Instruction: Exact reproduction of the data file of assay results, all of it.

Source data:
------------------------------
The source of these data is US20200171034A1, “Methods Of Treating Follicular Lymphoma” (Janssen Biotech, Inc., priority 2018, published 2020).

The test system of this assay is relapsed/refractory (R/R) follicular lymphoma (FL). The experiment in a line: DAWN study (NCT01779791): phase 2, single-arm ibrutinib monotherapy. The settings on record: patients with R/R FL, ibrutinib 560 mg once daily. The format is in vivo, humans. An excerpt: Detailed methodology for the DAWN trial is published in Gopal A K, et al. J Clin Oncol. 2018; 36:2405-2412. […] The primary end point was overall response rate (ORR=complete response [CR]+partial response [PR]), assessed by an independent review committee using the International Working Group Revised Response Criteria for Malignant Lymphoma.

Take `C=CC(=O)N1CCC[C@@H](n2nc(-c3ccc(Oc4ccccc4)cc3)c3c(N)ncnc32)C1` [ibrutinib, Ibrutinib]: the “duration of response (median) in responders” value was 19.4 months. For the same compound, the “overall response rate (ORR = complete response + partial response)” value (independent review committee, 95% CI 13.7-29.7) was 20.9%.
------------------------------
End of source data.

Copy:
The source of these data is US20200171034A1, “Methods Of Treating Follicular Lymphoma” (Janssen Biotech, Inc., priority 2018, published 2020).

The test system of this assay is relapsed/refractory (R/R) follicular lymphoma (FL). The experiment in a line: DAWN study (NCT01779791): phase 2, single-arm ibrutinib monotherapy. The settings on record: patients with R/R FL, ibrutinib 560 mg once daily. The format is in vivo, humans. An excerpt: Detailed methodology for the DAWN trial is published in Gopal A K, et al. J Clin Oncol. 2018; 36:2405-2412. […] The primary end point was overall response rate (ORR=complete response [CR]+partial response [PR]), assessed by an independent review committee using the International Working Group Revised Response Criteria for Malignant Lymphoma.

Take `C=CC(=O)N1CCC[C@@H](n2nc(-c3ccc(Oc4ccccc4)cc3)c3c(N)ncnc32)C1` [ibrutinib, Ibrutinib]: the “duration of response (median) in responders” value was 19.4 months. For the same compound, the “overall response rate (ORR = complete response + partial response)” value (independent review committee, 95% CI 13.7-29.7) was 20.9%.